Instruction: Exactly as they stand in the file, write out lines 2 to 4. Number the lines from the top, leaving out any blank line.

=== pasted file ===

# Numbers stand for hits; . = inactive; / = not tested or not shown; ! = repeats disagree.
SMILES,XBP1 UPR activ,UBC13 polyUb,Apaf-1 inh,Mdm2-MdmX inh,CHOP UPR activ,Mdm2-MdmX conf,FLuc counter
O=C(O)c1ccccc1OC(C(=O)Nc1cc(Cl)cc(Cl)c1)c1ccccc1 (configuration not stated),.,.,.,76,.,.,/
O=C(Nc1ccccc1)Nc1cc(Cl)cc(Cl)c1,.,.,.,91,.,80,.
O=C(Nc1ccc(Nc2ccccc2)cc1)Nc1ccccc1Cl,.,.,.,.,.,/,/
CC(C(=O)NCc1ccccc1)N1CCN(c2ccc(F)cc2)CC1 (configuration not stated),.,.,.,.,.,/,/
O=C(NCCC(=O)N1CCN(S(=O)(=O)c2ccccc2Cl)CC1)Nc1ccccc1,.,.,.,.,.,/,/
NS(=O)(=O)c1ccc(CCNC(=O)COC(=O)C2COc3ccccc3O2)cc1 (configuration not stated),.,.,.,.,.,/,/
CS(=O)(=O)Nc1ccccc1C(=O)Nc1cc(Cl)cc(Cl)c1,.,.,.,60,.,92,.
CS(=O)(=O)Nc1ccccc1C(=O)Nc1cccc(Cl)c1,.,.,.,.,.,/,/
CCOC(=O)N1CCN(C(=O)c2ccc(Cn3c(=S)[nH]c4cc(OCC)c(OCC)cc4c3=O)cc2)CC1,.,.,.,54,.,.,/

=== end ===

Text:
SMILES,XBP1 UPR activ,UBC13 polyUb,Apaf-1 inh,Mdm2-MdmX inh,CHOP UPR activ,Mdm2-MdmX conf,FLuc counter
O=C(O)c1ccccc1OC(C(=O)Nc1cc(Cl)cc(Cl)c1)c1ccccc1 (configuration not stated),.,.,.,76,.,.,/
O=C(Nc1ccccc1)Nc1cc(Cl)cc(Cl)c1,.,.,.,91,.,80,.